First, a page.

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Fr. Harold McKale | author
Jul 01, 2020
Filed under Faith Matters
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Evangelization springs from authentic faith of our fathers

Pope St. John Paul II provided Holy Mother Church with a great corpus that inspired, reaffirmed and evangelized Catholics in an era when everything seemed up for revision. Since then, the Church has moved forward with the New Evangelization, which isn’t so different from the first. Essentially, the Church must do what she does best — preach the gospel to all nations until the end of time using all the great resources she has at her disposal.

A well-known Catholic blogger often states, “Save the Liturgy — Save the World.” Indeed, ne’er a truer word be spoken. In liturgical celebrations where the focus is taken away from God, where we applaud each other and tell each other how great we are, something demonic is taking place. Authentic worship is distorted into something else, something banal and uninspiring.

Inevitably, people simply stop coming to Mass when they are no longer entertained or don’t feel the need for validation. Any deformation of the liturgy deforms the content of faith.

When the Holy Sacrifice of the Mass is done well-meaning that Father and his servers allow their personalities to fade into the background and each carries out his responsibilities well — the Mass draws people into the mystery of our salvation. Beautiful ceremonies lift man to higher things, impelling him to be more than he is. Heavenly mysteries, truly unable to be fully understood, never fail to fascinate the believer and gently draw the unbeliever to Christ’s Church.

Once drawn into the heart of the Church, the process of unpacking what the Church prays generates a conversion of living in earnest. While she has many well-established methodologies of doing this through her schools, CCD programs, RCIA programs, adult faith formation, and so on, the unfortunate reality is that most Catholics go through life with a sixth-grade education in the Faith. The majority tend to drop out after receiving the Sacrament of Confirmation. Statistically, barely 20 percent attend Holy Mass every Sunday and on holy days.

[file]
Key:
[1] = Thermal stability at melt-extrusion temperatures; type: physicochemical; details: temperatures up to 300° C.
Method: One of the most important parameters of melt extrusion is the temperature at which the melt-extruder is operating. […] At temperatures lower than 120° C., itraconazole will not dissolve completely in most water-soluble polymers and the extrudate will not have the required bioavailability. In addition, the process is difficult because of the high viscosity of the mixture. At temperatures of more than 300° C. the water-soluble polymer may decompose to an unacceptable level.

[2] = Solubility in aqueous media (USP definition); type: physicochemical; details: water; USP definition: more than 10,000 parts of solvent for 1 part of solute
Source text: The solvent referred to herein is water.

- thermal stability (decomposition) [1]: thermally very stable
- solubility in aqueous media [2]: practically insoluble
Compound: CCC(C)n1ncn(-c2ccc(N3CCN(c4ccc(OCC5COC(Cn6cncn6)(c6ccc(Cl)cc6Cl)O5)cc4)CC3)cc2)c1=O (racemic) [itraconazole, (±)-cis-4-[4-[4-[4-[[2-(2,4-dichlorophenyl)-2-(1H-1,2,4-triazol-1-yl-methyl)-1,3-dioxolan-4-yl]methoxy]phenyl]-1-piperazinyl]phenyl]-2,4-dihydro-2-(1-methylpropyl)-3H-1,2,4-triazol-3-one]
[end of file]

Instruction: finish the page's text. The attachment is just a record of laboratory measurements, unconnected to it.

So where do most Catholics learn what they believe about God and the sacraments? Seemingly, significant numbers learn what they think they know through the mainstream media, which does a woefully poor job of explaining Church teaching, usually reporting doctrine incorrectly and almost always without the nuances that are important for understanding them.

True evangelization begins and is nourished within the family. Without the father, it is unlikely that a family will practice the Faith. As head of the household, the father sets the priorities of the household. Even if the father does not impede his wife, the heart of the household, in her own expression of the Faith, his children will take note that their father does not bow his head to God. For children, there is no more powerful witness than to see their father humbly kneel in the confessional or pray before St. Joseph.

In his catechesis on the Creed, Pope St. John Paul II stated that “Jesus is the only model of filial life directed toward, and united with, the Father.” Fathers model this for their children. It is through the silent example of their father and the loving encouragement of their mother that children learn the Faith and receive their understanding of who God is.

The Church needs to continue to turn her creativity to supporting Catholic families, and thereby to creating more deeply committed Catholics. She will keep them by offering a beautiful and worthy celebration of the divine mysteries. Ultimately, it is not a matter of programs; rather, it is the Church simply being faithful to who she is, and to him who is her head and bridegroom.

FATHER HAROLD McKALE, a priest of the Archdiocese of Philadelphia, is parochial vicar to Our Lady of Mount Carmel Parish in Doylestown, PA, and works with the Philadelphia Latin Mass community. He holds a B.S. in business from Millersville University, and M.Div. and M.A. degrees from St. Charles Borromeo Seminary in Philadelphia.

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